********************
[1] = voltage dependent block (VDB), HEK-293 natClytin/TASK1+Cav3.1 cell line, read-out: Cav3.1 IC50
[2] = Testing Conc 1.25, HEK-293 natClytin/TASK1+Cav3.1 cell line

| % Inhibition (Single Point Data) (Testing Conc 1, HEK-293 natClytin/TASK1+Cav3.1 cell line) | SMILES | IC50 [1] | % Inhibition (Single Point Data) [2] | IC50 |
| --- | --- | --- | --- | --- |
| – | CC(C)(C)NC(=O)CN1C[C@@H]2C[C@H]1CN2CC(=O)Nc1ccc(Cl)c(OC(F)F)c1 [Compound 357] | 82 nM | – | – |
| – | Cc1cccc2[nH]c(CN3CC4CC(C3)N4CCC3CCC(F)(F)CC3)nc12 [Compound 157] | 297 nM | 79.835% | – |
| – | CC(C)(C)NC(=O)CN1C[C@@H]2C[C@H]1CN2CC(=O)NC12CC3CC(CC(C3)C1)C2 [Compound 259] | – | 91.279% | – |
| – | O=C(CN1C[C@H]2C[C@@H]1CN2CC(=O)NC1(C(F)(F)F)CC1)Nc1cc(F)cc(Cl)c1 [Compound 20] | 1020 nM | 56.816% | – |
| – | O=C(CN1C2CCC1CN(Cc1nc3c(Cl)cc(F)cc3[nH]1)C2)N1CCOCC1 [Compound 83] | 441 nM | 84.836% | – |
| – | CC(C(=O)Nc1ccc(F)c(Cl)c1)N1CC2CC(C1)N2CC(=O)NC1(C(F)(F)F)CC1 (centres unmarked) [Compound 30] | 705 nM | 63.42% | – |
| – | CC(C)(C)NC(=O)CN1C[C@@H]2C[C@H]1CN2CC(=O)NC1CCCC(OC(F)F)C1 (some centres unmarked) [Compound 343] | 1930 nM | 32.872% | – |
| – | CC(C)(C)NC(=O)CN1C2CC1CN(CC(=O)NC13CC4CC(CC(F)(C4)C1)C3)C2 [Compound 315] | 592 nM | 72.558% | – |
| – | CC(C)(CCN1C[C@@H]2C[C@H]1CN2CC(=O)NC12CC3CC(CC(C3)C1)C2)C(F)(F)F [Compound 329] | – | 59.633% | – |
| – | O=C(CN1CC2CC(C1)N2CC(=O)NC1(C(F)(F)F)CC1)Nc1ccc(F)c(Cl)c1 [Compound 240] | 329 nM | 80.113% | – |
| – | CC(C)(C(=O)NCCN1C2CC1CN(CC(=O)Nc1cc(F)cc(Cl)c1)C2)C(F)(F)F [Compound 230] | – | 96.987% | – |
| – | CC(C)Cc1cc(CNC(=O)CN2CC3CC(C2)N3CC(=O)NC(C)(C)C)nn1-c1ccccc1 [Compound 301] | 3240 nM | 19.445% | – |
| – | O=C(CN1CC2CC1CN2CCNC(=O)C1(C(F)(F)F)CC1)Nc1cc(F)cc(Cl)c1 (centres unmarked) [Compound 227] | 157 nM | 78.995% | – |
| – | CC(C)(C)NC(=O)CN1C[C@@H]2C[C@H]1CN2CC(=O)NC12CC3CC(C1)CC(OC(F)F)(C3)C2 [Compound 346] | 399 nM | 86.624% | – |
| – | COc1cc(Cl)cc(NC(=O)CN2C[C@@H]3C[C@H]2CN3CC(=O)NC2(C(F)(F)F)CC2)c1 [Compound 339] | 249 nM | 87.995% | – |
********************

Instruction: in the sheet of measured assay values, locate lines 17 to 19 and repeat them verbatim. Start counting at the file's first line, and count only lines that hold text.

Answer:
| – | O=C(CN1CC2CC1CN2CCNC(=O)C1(C(F)(F)F)CC1)Nc1cc(F)cc(Cl)c1 (centres unmarked) [Compound 227] | 157 nM | 78.995% | – |
| – | CC(C)(C)NC(=O)CN1C[C@@H]2C[C@H]1CN2CC(=O)NC12CC3CC(C1)CC(OC(F)F)(C3)C2 [Compound 346] | 399 nM | 86.624% | – |
| – | COc1cc(Cl)cc(NC(=O)CN2C[C@@H]3C[C@H]2CN3CC(=O)NC2(C(F)(F)F)CC2)c1 [Compound 339] | 249 nM | 87.995% | – |